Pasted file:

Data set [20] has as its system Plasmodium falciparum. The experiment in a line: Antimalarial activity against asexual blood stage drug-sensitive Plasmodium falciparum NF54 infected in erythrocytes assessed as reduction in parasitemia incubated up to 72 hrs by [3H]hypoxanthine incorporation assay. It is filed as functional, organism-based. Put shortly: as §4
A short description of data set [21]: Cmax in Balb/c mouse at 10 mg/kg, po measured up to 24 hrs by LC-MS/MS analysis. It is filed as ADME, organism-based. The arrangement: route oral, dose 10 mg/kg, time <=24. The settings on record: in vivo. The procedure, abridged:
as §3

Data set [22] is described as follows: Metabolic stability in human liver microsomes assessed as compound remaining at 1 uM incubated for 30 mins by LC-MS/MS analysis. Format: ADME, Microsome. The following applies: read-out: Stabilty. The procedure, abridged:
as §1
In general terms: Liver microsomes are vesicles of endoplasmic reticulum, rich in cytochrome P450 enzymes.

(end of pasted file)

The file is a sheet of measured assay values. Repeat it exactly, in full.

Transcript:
Data set [20] has as its system Plasmodium falciparum. The experiment in a line: Antimalarial activity against asexual blood stage drug-sensitive Plasmodium falciparum NF54 infected in erythrocytes assessed as reduction in parasitemia incubated up to 72 hrs by [3H]hypoxanthine incorporation assay. It is filed as functional, organism-based. Put shortly: as §4
A short description of data set [21]: Cmax in Balb/c mouse at 10 mg/kg, po measured up to 24 hrs by LC-MS/MS analysis. It is filed as ADME, organism-based. The arrangement: route oral, dose 10 mg/kg, time <=24. The settings on record: in vivo. The procedure, abridged:
as §3

Data set [22] is described as follows: Metabolic stability in human liver microsomes assessed as compound remaining at 1 uM incubated for 30 mins by LC-MS/MS analysis. Format: ADME, Microsome. The following applies: read-out: Stabilty. The procedure, abridged:
as §1
In general terms: Liver microsomes are vesicles of endoplasmic reticulum, rich in cytochrome P450 enzymes.